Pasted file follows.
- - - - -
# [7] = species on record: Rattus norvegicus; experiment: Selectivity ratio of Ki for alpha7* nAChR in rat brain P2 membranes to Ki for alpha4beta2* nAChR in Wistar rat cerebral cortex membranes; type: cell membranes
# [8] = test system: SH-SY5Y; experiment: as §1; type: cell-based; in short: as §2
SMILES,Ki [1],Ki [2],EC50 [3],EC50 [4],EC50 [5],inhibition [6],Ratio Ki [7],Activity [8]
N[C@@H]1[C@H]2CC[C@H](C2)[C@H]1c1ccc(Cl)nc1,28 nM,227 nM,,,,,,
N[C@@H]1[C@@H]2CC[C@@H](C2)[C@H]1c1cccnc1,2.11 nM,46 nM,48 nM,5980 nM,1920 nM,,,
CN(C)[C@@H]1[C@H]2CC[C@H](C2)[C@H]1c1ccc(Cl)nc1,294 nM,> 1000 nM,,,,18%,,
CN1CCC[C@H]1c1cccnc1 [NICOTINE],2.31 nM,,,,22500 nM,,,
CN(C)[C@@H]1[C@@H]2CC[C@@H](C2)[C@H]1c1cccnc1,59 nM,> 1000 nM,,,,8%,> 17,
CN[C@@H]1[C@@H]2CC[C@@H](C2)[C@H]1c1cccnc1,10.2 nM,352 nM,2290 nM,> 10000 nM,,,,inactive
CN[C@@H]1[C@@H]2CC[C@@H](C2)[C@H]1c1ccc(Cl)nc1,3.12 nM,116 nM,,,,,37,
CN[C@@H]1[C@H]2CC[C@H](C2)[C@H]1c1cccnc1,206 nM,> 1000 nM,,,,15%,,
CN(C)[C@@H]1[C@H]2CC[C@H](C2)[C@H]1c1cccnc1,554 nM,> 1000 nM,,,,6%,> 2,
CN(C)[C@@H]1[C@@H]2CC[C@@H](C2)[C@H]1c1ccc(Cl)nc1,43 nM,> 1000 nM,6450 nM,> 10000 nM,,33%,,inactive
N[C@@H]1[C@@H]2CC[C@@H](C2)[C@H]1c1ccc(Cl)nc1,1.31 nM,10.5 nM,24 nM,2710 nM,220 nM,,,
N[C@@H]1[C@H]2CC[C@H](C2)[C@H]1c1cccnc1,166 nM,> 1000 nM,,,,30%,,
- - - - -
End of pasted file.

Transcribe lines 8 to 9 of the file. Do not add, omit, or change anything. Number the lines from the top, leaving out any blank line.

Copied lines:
CN(C)[C@@H]1[C@@H]2CC[C@@H](C2)[C@H]1c1cccnc1,59 nM,> 1000 nM,,,,8%,> 17,
CN[C@@H]1[C@@H]2CC[C@@H](C2)[C@H]1c1cccnc1,10.2 nM,352 nM,2290 nM,> 10000 nM,,,,inactive